I remember sitting there, with the wind sweeping through the canyon, and I could see the road and hear the creek. I thought, ‘Ok, this is literally it. This is the best job I’ve ever had.’  That was almost eight years ago, but I’ll never forget the moment where I thought ‘this is what I have to do forever.’

Six years went by and I worked as the Climbing Supervisor and helped them open sites in California.

So you were really with Avid for a long time.

Yes, they really allowed me to build a solid foundation. Avid allowed me to transition into something like this role at EVO.

Somewhere along the way, you became a dirtbag. I know this because you live outside the gym. When did that happen?

At one point I owned a house. I was living in my truck while I renovated the home, and then met my wife, Michelle who had also been living in her van during that time. It very quickly and organically became this mutual symbiotic life; the truck became the gear shed and the van became the apartment. I sold the house.

Aww it’s a lil Dirtbag love story. Let’s move on, and talk about the present. You’ve semi-launched this new branch of EVO Rock + Fitness, called EVO Mountain Guides. Tell me more.


// From Potato Chips to Permit Applications: Jon Sullivan + EVO Mountain Guides

Ultimately I see EVO Mountain Guides being an incredible staple for the local community. We offer everything from single-pitch cragging, to big wall preparation,  to technical rappels, to placing gear, to family outings; these are all bases we can cover.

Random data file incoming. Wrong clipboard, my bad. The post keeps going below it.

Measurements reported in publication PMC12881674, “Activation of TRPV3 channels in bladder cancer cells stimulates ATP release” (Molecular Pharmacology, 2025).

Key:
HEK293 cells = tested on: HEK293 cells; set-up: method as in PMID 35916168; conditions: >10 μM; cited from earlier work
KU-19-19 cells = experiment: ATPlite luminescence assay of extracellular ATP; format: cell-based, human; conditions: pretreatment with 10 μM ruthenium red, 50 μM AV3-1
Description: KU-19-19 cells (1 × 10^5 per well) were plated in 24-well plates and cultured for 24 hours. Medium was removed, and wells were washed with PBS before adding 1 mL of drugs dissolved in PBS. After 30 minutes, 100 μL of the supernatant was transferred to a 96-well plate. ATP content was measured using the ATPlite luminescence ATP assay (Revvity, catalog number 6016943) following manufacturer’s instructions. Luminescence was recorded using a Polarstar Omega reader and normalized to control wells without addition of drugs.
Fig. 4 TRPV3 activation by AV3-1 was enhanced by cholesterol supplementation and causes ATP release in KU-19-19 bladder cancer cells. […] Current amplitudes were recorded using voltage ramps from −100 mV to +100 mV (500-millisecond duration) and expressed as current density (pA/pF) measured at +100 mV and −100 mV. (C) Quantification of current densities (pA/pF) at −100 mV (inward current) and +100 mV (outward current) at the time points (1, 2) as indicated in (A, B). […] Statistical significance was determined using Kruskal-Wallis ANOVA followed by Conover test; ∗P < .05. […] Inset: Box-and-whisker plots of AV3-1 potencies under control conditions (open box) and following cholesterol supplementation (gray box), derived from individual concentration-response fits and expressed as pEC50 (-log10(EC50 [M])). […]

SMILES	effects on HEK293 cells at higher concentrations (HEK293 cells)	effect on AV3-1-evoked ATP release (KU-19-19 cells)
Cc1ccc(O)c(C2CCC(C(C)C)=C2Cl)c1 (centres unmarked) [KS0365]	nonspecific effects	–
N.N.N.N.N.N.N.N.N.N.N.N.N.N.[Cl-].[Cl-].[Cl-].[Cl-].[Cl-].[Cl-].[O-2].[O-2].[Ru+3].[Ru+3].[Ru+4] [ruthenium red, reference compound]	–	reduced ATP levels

That’s not to say we’re stepping on any local toes; we’re great friends with Colorado Mountain School.  If someone wants to climb the Diamond, we’ll say, ‘Great, go see our buddies at CMS.

Who is “we” exactly? Who else has EVO included in this adventurous addition? 

We’ve brought on a small, talented group of guides with AMGA credentials in various practices. This means can do winter courses in ice climbing and/or avalanche courses in the near future.

Screaming barfies, coming our way. You mentioned the local community—what can you say about the EVO climbing hub so far? 

That it’s amazing. This places means so much to me already, and I love the passion that we all share. This environment isn’t just catering to recreation; we’re catering to everything that climbing life encompasses. We want to teach, we want to empower, we want to get you strong, and we want to get you outside.

It must be said that going outside means serious incorporation of Leave No Trace (LNT) principles.  There are enough bumblers out there; that is not what we want to create.  EVO Mountain Guides is about climbing etiquette, respecting the land, saving our crags, and appreciating what has been freely given to us.  There’s no way I would feel okay launching a program that takes people to these areas without education and heavy emphasis on LNT.

That makes me very happy to hear. I suppose we should wrap this up so you can get back to planning. I’ll end with this question: What’s your favorite component of your role at EVO LOU?

Oh man…I guess I love that my job involves everything from potato chips to permit applications for technical guiding.

From potato chips to permits…I like it. 

If you want Jon to help you create a custom climbing day, send him an email at and/or visit the EVO Mountain Guides page. 


// From Potato Chips to Permit Applications: Jon Sullivan + EVO Mountain Guides